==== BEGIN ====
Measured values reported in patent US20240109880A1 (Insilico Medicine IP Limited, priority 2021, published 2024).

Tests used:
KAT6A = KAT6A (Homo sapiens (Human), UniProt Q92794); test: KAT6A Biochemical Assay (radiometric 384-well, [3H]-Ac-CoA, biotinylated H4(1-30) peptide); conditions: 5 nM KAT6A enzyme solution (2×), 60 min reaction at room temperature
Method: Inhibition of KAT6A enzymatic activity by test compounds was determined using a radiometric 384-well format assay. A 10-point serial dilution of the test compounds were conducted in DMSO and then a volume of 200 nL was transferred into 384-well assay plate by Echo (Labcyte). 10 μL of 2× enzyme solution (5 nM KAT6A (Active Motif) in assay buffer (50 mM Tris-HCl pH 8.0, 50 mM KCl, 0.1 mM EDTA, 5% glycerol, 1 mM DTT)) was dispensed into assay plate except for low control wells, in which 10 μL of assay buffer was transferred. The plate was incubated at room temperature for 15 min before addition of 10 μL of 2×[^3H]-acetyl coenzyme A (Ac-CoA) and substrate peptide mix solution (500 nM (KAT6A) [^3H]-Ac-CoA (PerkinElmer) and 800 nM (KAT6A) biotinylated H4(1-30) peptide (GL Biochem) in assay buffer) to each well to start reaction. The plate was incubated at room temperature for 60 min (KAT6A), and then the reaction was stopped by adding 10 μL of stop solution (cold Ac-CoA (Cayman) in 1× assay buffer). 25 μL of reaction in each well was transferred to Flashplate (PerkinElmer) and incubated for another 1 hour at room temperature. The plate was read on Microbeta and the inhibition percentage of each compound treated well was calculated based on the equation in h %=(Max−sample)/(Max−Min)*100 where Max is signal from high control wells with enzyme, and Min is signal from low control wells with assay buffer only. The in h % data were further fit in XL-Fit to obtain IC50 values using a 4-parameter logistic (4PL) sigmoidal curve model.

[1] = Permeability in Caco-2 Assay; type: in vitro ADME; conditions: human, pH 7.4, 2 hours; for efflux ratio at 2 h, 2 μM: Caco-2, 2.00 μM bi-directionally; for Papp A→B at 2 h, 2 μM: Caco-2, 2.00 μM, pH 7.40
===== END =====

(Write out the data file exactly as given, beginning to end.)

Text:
Measured values reported in patent US20240109880A1 (Insilico Medicine IP Limited, priority 2021, published 2024).

Tests used:
KAT6A = KAT6A (Homo sapiens (Human), UniProt Q92794); test: KAT6A Biochemical Assay (radiometric 384-well, [3H]-Ac-CoA, biotinylated H4(1-30) peptide); conditions: 5 nM KAT6A enzyme solution (2×), 60 min reaction at room temperature
Method: Inhibition of KAT6A enzymatic activity by test compounds was determined using a radiometric 384-well format assay. A 10-point serial dilution of the test compounds were conducted in DMSO and then a volume of 200 nL was transferred into 384-well assay plate by Echo (Labcyte). 10 μL of 2× enzyme solution (5 nM KAT6A (Active Motif) in assay buffer (50 mM Tris-HCl pH 8.0, 50 mM KCl, 0.1 mM EDTA, 5% glycerol, 1 mM DTT)) was dispensed into assay plate except for low control wells, in which 10 μL of assay buffer was transferred. The plate was incubated at room temperature for 15 min before addition of 10 μL of 2×[^3H]-acetyl coenzyme A (Ac-CoA) and substrate peptide mix solution (500 nM (KAT6A) [^3H]-Ac-CoA (PerkinElmer) and 800 nM (KAT6A) biotinylated H4(1-30) peptide (GL Biochem) in assay buffer) to each well to start reaction. The plate was incubated at room temperature for 60 min (KAT6A), and then the reaction was stopped by adding 10 μL of stop solution (cold Ac-CoA (Cayman) in 1× assay buffer). 25 μL of reaction in each well was transferred to Flashplate (PerkinElmer) and incubated for another 1 hour at room temperature. The plate was read on Microbeta and the inhibition percentage of each compound treated well was calculated based on the equation in h %=(Max−sample)/(Max−Min)*100 where Max is signal from high control wells with enzyme, and Min is signal from low control wells with assay buffer only. The in h % data were further fit in XL-Fit to obtain IC50 values using a 4-parameter logistic (4PL) sigmoidal curve model.

[1] = Permeability in Caco-2 Assay; type: in vitro ADME; conditions: human, pH 7.4, 2 hours; for efflux ratio at 2 h, 2 μM: Caco-2, 2.00 μM bi-directionally; for Papp A→B at 2 h, 2 μM: Caco-2, 2.00 μM, pH 7.40